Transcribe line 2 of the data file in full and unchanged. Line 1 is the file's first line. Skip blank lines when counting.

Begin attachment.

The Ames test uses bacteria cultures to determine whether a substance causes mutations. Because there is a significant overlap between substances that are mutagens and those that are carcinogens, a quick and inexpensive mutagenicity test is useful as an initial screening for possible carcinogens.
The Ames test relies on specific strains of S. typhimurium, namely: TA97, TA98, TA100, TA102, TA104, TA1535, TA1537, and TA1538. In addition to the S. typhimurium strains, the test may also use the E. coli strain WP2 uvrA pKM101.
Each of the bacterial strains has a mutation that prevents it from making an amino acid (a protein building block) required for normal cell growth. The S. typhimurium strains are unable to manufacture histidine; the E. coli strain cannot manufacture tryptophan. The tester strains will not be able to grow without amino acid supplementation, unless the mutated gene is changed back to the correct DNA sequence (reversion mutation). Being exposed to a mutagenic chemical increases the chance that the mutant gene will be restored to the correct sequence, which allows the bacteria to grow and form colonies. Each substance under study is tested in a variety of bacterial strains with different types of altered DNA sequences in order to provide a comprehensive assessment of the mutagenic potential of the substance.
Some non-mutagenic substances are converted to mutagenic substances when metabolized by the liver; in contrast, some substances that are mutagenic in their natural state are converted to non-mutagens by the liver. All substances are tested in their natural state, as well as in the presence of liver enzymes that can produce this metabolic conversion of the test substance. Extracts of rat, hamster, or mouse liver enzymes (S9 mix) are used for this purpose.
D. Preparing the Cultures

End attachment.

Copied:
The Ames test relies on specific strains of S. typhimurium, namely: TA97, TA98, TA100, TA102, TA104, TA1535, TA1537, and TA1538. In addition to the S. typhimurium strains, the test may also use the E. coli strain WP2 uvrA pKM101.